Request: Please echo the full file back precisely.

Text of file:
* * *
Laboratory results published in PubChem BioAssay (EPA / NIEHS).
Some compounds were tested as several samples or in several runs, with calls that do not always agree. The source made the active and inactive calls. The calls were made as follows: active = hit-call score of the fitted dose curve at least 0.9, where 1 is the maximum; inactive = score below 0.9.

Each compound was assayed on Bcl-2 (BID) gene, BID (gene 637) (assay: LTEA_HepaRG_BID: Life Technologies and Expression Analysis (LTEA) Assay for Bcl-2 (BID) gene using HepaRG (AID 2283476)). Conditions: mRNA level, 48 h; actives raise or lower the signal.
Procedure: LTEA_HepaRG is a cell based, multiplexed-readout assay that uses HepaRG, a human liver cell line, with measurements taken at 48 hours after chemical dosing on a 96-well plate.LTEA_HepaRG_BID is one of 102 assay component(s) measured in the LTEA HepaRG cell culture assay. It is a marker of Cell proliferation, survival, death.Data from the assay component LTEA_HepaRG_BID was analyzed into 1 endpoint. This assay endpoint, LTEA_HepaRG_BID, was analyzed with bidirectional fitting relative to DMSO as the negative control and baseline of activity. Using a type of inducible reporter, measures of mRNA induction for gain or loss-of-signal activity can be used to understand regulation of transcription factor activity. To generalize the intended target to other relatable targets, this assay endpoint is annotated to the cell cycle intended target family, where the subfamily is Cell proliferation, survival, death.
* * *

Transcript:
Laboratory results published in PubChem BioAssay (EPA / NIEHS).
Some compounds were tested as several samples or in several runs, with calls that do not always agree. The source made the active and inactive calls. The calls were made as follows: active = hit-call score of the fitted dose curve at least 0.9, where 1 is the maximum; inactive = score below 0.9.

Each compound was assayed on Bcl-2 (BID) gene, BID (gene 637) (assay: LTEA_HepaRG_BID: Life Technologies and Expression Analysis (LTEA) Assay for Bcl-2 (BID) gene using HepaRG (AID 2283476)). Conditions: mRNA level, 48 h; actives raise or lower the signal.
Procedure: LTEA_HepaRG is a cell based, multiplexed-readout assay that uses HepaRG, a human liver cell line, with measurements taken at 48 hours after chemical dosing on a 96-well plate.LTEA_HepaRG_BID is one of 102 assay component(s) measured in the LTEA HepaRG cell culture assay. It is a marker of Cell proliferation, survival, death.Data from the assay component LTEA_HepaRG_BID was analyzed into 1 endpoint. This assay endpoint, LTEA_HepaRG_BID, was analyzed with bidirectional fitting relative to DMSO as the negative control and baseline of activity. Using a type of inducible reporter, measures of mRNA induction for gain or loss-of-signal activity can be used to understand regulation of transcription factor activity. To generalize the intended target to other relatable targets, this assay endpoint is annotated to the cell cycle intended target family, where the subfamily is Cell proliferation, survival, death.